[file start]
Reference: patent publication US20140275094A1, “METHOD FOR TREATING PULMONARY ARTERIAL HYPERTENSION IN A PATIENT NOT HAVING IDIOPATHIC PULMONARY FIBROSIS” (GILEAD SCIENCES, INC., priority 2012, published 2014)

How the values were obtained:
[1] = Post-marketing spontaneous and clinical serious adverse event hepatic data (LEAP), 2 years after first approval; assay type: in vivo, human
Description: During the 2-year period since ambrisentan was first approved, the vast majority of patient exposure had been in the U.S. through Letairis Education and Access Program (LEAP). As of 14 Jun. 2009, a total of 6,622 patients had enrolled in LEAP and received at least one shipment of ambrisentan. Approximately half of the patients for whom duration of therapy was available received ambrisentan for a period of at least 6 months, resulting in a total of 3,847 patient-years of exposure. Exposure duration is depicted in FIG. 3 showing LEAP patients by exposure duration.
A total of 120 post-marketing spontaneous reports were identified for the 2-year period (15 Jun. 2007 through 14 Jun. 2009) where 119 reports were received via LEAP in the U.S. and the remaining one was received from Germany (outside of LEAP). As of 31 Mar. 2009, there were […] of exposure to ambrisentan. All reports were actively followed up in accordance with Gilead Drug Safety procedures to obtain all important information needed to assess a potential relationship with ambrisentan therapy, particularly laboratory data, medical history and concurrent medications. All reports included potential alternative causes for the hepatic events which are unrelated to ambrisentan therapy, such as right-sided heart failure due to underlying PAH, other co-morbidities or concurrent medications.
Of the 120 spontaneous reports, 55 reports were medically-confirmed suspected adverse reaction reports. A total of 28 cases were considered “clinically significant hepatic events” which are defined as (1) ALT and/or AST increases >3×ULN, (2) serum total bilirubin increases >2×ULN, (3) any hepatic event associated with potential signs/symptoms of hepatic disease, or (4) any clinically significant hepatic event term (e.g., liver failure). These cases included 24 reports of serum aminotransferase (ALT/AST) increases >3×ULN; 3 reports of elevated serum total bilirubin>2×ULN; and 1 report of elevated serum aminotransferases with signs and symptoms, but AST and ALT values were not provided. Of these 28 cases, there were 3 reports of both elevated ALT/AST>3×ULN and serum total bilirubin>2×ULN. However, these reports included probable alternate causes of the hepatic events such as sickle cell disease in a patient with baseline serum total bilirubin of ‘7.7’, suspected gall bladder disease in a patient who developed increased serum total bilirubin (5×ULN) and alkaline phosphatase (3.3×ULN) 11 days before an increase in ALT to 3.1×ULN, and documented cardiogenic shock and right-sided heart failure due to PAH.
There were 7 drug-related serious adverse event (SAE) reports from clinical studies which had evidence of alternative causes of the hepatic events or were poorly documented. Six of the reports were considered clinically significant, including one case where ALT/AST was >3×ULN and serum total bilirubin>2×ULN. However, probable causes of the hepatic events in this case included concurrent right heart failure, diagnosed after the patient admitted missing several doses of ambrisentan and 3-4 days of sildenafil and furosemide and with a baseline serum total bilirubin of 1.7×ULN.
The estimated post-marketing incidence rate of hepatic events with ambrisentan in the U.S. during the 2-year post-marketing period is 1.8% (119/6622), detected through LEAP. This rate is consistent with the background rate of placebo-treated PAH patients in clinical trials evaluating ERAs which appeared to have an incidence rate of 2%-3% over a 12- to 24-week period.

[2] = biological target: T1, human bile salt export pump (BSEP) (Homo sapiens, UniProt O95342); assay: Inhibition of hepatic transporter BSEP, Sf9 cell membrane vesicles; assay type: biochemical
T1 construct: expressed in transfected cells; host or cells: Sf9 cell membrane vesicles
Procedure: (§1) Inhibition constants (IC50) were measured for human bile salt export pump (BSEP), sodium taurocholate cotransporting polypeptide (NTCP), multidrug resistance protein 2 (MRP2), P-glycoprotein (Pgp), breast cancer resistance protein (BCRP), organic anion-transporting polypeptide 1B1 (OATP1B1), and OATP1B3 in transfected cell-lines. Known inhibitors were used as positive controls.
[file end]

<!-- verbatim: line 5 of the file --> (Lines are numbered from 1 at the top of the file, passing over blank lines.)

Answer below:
A total of 120 post-marketing spontaneous reports were identified for the 2-year period (15 Jun. 2007 through 14 Jun. 2009) where 119 reports were received via LEAP in the U.S. and the remaining one was received from Germany (outside of LEAP). As of 31 Mar. 2009, there were […] of exposure to ambrisentan. All reports were actively followed up in accordance with Gilead Drug Safety procedures to obtain all important information needed to assess a potential relationship with ambrisentan therapy, particularly laboratory data, medical history and concurrent medications. All reports included potential alternative causes for the hepatic events which are unrelated to ambrisentan therapy, such as right-sided heart failure due to underlying PAH, other co-morbidities or concurrent medications.